Is it possible to turn your hobby into a booming business? The answer is YES!
Danny Johnson is a well-rounded guy—he’s a podcast host, a professional house flipper, and the author of “Flipping Houses Exposed”. He used to be a software developer who flipped houses on the side as a hobby. But when he got fired from his job, he never looked back, and he now runs a successful real estate business.
In this episode, Danny talks about the mental obstacles he needed to overcome to scale his business and achieve the lifestyle that he wanted. Because business is a numbers game, he shares the KPIs that you need to track and the mindset that you need to have when following up with sellers.
We drop some serious gems in today’s show so keep your ears peeled!
Flipping Masterclass – Real Estate Lessons Learned from a Flipping Junkie
I have a very exciting episode. I’m excited that I finally got this guest on our show because he is so intelligent. He has got his hands in a lot of different things that are all things real estate investing. I’m interviewing Danny Johnson. Danny is an author. He wrote an amazing book called Flipping Houses Exposed. He’s a show host. He’s very well-rounded. He’s coming here to talk about how he took flipping houses as a hobby and made it into a real business. Without further ado, let’s welcome Danny to the show.
Lauren, thanks for having me on.
How are you?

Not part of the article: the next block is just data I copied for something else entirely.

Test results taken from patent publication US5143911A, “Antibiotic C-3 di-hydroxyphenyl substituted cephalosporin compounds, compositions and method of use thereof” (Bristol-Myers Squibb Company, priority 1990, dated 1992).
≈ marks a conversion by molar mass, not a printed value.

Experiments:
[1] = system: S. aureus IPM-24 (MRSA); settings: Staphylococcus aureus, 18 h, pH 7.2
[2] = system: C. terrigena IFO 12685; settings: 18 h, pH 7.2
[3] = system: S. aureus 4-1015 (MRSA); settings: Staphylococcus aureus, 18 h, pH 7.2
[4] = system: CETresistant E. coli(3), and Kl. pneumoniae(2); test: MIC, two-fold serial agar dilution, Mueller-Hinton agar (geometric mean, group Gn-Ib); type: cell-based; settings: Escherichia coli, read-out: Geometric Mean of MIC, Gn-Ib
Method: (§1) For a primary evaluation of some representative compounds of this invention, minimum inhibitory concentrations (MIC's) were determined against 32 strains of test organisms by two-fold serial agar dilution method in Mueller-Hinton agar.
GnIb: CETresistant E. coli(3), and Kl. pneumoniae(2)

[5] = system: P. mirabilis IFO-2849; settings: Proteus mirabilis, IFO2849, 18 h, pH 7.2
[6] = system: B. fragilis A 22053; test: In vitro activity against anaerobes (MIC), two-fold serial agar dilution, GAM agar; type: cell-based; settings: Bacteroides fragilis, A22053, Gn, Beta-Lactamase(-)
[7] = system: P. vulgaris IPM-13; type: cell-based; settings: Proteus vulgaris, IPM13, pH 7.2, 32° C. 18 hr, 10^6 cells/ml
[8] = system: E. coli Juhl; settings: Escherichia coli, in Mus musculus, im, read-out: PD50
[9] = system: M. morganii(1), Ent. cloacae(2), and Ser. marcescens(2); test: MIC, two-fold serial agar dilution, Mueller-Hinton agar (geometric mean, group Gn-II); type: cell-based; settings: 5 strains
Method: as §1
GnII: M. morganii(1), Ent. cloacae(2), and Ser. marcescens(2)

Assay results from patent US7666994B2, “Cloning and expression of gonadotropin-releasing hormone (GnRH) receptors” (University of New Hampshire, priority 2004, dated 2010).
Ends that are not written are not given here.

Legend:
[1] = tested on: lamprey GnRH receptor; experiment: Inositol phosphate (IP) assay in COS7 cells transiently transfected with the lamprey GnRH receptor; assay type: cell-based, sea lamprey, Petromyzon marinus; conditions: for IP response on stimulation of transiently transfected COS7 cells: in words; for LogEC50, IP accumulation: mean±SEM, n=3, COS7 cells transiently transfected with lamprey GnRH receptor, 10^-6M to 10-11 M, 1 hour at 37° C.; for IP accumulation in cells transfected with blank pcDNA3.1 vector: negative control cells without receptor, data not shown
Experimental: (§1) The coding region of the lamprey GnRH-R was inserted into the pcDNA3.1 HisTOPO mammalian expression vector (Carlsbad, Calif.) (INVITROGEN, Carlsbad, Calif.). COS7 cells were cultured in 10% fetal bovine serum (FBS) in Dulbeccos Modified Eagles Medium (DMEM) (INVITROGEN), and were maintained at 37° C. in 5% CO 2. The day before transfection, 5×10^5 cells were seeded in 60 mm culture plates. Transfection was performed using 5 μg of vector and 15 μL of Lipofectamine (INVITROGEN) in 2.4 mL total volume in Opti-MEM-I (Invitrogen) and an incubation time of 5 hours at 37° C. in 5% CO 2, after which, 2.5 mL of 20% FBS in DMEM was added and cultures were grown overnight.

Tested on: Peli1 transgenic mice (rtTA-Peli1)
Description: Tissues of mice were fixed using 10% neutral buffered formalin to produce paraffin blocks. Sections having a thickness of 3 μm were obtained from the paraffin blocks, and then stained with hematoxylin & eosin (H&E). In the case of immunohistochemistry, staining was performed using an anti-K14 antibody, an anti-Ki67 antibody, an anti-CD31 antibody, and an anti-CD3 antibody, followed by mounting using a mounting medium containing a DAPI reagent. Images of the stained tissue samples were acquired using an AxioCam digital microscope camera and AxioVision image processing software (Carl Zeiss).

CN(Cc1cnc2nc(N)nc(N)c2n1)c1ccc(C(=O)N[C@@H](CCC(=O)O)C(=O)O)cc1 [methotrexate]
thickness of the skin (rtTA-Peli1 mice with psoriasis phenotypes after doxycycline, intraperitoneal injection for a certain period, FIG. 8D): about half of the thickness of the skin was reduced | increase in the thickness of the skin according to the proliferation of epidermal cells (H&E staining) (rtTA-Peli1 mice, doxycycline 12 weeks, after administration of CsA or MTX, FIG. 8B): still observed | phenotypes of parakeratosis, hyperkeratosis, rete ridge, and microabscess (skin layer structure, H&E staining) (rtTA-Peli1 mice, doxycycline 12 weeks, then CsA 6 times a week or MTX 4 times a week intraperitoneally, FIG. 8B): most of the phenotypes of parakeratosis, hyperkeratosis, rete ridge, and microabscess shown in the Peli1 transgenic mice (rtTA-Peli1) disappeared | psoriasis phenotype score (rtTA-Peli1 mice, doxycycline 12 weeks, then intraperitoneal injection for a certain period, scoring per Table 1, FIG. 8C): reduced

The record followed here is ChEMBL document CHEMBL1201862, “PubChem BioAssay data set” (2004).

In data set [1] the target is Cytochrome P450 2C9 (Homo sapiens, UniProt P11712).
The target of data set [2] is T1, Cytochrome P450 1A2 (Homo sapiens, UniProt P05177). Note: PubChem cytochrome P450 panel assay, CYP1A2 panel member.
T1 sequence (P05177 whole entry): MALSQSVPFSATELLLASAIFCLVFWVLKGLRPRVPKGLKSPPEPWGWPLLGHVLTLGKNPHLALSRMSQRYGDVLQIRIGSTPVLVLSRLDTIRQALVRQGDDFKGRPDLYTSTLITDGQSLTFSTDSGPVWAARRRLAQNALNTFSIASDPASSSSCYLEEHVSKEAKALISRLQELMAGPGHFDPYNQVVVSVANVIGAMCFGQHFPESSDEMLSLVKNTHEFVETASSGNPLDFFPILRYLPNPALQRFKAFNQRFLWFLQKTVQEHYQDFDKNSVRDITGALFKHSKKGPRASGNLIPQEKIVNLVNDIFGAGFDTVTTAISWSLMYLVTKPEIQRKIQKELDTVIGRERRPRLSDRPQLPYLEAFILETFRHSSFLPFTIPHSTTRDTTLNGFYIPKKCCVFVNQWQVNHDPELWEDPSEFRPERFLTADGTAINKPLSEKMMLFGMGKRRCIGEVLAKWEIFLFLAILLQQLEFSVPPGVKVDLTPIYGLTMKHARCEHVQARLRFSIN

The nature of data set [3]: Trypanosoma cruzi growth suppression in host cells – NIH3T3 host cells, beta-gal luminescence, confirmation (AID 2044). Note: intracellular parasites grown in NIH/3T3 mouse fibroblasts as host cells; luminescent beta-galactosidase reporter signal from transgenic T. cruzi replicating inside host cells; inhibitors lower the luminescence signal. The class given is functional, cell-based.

I’m doing great.
I am super excited to have you. You have your hands in a lot of different things in the real estate investing space. What interested me the most was your Flipping Houses Exposed book and your story about becoming a professional house flipper. Can you tell us a little bit about yourself and how you got into real estate investing?
I started in 2003. I graduated from college in 2000 as a software developer. My dad started flipping houses. He was having so much fun doing it. I was like, “I’m miserable in this office all day long. I want to do what he’s doing because he’s super excited about it.” He’s thrilled with his life and passionate about it. The whole idea of moving from trading hours for dollars into investing is obviously the whole Rich Dad Poor Dad concept. I had read that book. I got started in it and worked part-time in the business. A high-paying software job was hard to leave even though I was losing money because we were doing enough deals that we could do even more if I were full-time.